Dan's Singaround Iceland tour – a few myths about Iceland
Hello all! Happy New Year, and thanks for coming back – after three months I've just finished collecting my sponsorship in for my Singaroundiceland cycle tour (£3933, plus another few hundred in Gift Aid!), but now it's about time I told you a bit more about the place, and set a few myths to rest. Sael(l)! It's good to be back!
A traditional Icelandic hunting lodge.. or maybe not
Villi (Hvarf)'s workshop of the found, the created and the preserved, Djúpivogur
How much do you really know about Iceland? I won't beat you up about this, as we all learn by anecdote first, then by the opinions of others (however reliable), then, if we're really keen, by committed study, firsthand experience or both. There's plenty of gaps in all our knowledge though, and I can't tell you much about South Korea or childbirth, though I've heard a bit about both. It's fair to say though that not so many of us know an awful lot about our nearest neighbour to the North outside these British Isles*. I knew a bit before I went (but only that), and even then, only because I've long had an interest in reading about places, and particularly those places that are hard to get to, isolated, wild and mysterious – and preferably at a higher latitude than us.
You may be getting an idea of why I chose Iceland.
Fjaðragljúfur – a canyon in the middle of nowhere..
..Here Be Trolls 😀
I knew, for instance, that Iceland was *just* below the Arctic circle, but as close as makes no difference – and that the island of Grimséy, just a few tens of kilometres north of Iceland, sits directly on the circle and therefore experiences the true Midnight Sun at the summer solstice, and a day without sun at all a few days before Christmas each year. Iceland is so close to the Arctic Circle, in fact, that even in May and July the sun hardly sets, and it doesn't really get dark even when it's cloudy.. however the converse is true in winter, and even though the sun may be above the horizon, several towns in the far north (Ísafjörður and Siglufjörður particularly) do not get direct sunlight for several months until the sun appears again in spring from behind the mountains. This is celebrated by toasting the return of the sun with a typically Icelandic greeting combining the old and new worlds with a quirky Icelandic twist – they drink Sólarkaffí, or solar coffee, to mark the reappearance of their old friend.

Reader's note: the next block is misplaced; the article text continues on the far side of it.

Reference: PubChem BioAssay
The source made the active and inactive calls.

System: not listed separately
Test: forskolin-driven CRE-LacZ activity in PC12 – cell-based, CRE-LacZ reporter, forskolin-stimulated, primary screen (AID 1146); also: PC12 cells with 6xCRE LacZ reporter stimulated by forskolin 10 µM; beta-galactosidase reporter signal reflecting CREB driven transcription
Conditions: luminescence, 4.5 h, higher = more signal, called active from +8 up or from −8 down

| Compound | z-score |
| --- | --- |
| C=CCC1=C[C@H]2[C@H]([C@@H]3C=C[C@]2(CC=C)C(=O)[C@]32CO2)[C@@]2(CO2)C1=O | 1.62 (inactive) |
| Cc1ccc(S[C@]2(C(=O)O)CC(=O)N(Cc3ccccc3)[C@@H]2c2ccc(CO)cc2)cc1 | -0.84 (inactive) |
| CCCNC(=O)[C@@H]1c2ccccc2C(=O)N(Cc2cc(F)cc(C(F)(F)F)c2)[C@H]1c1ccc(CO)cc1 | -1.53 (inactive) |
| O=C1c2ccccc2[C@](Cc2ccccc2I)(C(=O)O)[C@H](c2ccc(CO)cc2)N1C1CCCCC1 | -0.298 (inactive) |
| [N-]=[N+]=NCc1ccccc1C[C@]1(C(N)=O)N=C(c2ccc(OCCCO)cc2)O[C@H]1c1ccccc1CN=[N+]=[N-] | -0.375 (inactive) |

Here comes the Sun..
Norðfjörður, East Iceland
But here's Myth 1: Icelanders do not live out their lives in perpetual darkness during winter. Yes, their winters are long, cold and hard (we'll get to that too); but then, Britain in December can be pretty grim too. We also suffer from much-reduced daylight in winter; Iceland just has it rather worse. But – and here's the difference: whereas every day it gets a bit lighter that little bit earlier in the UK from January onwards, and sunset gets a little later too, in Iceland this difference is about twice as apparent as here. Spring marches on faster in Iceland than in the rest of Europe (at least in terms of daylight hours); by contrast, autumn and winter come in with a vengeance. Where I was cooking by evening light at 11pm in early August, by late September it was getting pretty dark not much after 6pm.
Carry on to find out more about Iceland... (next page)
*And here's my first correction: our nearest neighbours to the north are in fact the Faeroe Islands, lying halfway between Iceland and the UK, similarly independent and beautiful. I have to go there too, but I'll warrant most of us know even less about them.